Food & Light: Photographing Challenging Food & Personal Assignments
I realize many of you are probably sick of the photography banter. Sorry! But not that really.
Since that’s what I did this week, and since my blog is not only a recipe source but also a lifestyle blog, and because photography is my passion, I am going to continue on with what I learned.
Feel free to skim, tune out, or just go look up the recipe for Flourless Peanut Butter Cookies and make those instead of reading about photography.
For the rest of you, time to press on with the photography talk.
After our morning lecture session on Day 1 with Diane (see lecture notes & tips from Jen & Matt here and Diane’s amazing notes & tips here <–I’m so glad many of you told me that her photography tips were helpful. I personally think they are worth their weight in gold! And I will be reviewing them over and over for myself)
Watching Diane in action was just profound.
Before even picking up my camera, or looking at the dishes and props, I looked at the food table.
But I had no idea what to select to shoot.
I wanted so badly for this shot to succeed and composition-wise, I think it’s fine.
The images below I believe are better.
I was very attracted to the radishes I selected because they are two of my favorite colors: pink and purple.
Let’s call this Image A
Nature really does have the best color palette. MAC, you got nothin’ on nature.
Do you notice any differences between Images A & B
Look closely in the background.
The below is image is what I am calling Image B
Really, the only noticeable difference between those two images is that Image A has a spoon with peppercorns blurred out and Image B has a knife blurred. <– Those are the kind of tiny subtleties and nuances that can make and break shots. Start paying attention to every.single.detail.
And shooting that way also brought out the best of the pink and purple shades I believe.
Peppercorns worked slightly better than a knife, but a toss-up, really.
The Moral of the Story:
The theme of the shoot we did wasn’t an attempt to make beat up food look better, or at least make it look acceptable.
The theme was not to try to shoot challenging food.
It just sort of turned out that way for me based on the produce I selected.
I could have taken the easy way out, scrapped the radishes, and opted for and photographed a peanut butter and chocolate chip cookie…
But I wanted to push myself and stretch myself.
Because let’s face it, when you’re photographing anything from your grilled cheese sandwich at 8pm after work with horrible lighting to your slightly boring iceburg lettuce salad to that mushy-ish peach you’re snacking on, we all know that not every piece of food that passes your lips is camera perfect.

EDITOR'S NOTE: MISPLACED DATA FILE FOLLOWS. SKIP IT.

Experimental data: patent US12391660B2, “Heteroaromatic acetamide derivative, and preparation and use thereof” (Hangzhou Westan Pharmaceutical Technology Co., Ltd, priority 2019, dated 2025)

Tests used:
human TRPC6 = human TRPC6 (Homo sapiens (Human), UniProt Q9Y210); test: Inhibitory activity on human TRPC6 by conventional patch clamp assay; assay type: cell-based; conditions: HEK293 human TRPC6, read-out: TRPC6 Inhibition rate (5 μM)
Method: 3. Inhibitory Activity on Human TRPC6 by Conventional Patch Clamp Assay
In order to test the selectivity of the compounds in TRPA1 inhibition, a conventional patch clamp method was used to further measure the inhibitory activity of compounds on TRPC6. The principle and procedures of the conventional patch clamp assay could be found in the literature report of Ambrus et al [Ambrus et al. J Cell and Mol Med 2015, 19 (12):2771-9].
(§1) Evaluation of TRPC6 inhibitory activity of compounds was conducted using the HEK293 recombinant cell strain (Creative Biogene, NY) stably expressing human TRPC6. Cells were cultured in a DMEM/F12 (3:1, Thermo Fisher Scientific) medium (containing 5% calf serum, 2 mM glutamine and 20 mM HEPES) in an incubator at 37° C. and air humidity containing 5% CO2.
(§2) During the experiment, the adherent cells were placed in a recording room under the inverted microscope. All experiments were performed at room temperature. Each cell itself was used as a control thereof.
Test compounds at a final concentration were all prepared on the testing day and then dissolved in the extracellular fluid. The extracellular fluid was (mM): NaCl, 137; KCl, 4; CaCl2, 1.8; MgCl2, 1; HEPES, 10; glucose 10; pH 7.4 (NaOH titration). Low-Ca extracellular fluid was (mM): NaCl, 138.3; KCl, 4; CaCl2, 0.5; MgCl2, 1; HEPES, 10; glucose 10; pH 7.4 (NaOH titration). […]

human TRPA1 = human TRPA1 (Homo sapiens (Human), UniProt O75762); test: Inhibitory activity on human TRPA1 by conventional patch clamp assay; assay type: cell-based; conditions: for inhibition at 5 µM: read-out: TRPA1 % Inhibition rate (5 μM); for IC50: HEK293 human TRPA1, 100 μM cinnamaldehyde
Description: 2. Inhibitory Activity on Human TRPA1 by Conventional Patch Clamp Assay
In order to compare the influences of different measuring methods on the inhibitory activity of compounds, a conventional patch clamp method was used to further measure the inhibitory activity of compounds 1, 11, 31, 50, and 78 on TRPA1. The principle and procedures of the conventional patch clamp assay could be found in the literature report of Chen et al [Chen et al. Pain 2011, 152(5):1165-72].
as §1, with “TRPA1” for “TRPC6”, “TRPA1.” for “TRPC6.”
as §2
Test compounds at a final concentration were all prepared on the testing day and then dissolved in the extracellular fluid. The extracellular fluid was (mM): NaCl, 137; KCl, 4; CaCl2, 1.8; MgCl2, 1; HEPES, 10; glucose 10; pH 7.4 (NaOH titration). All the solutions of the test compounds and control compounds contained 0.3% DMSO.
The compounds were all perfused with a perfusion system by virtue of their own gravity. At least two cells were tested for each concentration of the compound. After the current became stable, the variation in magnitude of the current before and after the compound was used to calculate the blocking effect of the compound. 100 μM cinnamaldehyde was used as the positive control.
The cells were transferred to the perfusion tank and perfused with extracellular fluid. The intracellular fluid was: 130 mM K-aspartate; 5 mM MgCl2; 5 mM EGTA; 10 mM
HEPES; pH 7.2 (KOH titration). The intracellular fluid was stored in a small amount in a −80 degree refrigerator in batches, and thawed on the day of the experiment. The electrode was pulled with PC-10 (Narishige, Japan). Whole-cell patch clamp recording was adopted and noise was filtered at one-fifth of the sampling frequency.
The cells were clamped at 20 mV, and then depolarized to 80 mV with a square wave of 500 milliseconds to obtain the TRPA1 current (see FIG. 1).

Sometimes you have sorry looking food and you need to try to make it look better.
The same could be said for photographing people, your cat, your uncooperative nieces and nephews, whatever it is, not everything or everyone wants to cooperate for the camera.
So challenge yourself with these situations; push yourself, stretch, try to grow and improve.
If there is one thing Penny de los Santos hammered home on my Photography Tour of Mexico City, it was to give yourself assignments and then do them. That’s the only way you’ll grow.
If you want to become a better and faster runner, you put together a training plan with some mileage and speed goals, and then you do it. If you don’t, you’re not going to improve.
Same with photography. Or anything. You have to give yourself assignments, or goals. And then follow through. Diane also suggested this on our final day of the workshop too: long term projects and assignments.
1. What is hard for you to photograph?
I have discussed this before. I have quite the arsenal of not so pretty food pictures.
I think comfort food like hotdishes, casseroles, mac ‘n cheese, even spaghetti can be hard.
Mushy food like mashed potatoes, stuffing, pudding, hot cereals, oatmeal.
Runny food like soups and stews and chili.
Vegetarian proteins such as beans, lentils, baked beans, chickpeas, currries.
Brown and tan-colored food from beans to soups to meats to eggrolls to oatmeal.
All of those foods are hard to photograph effectively.
I must have taken 100+ images of Cheesy Taco Casserole to get a half dozen that were acceptable.
The lighting was good, the dishes where white
But mushy food, a casserole, melted cheese, rice, tan-ish/yellow-ish, vegetarian, comfort food.
It had all of my challenging elements in one recipe!
2. What assignments or goals have you given yourself recently? Not necessarily with photography, but with anything?
I believe that stagnation with anything in life is not really a good thing. When we stop pushing ourselves and challenging ourselves, seeking out new endeavors, finding new passions, discovering new twists about life or learning more about subjects that we already thought we “knew” all about, is when life becomes less than interesting for me.
That’s when I naturally seem to find myself wanting to travel, learn something new, make something new in the kitchen.
I always need to keep challening myself. The way that I am wired (and my brain that never seems to shut off <–wish it would) won’t let me just rest on my laurels, so to speak, for very long.
Lately my goals and assignments are photography related but sometimes I have other goals and intentions from becoming debt free to getting more sleep.
P.S. The winner of the Healthy Cookie & Brownie Giveaway is:
Heather @ Kiss My Broccoli August 1, 2011 at 5:57 am
When it comes to healthy cookies, I am ALL OVER peanut butter chocolate chip hummus balls! I think I actually prefer them to regular cookies! Haha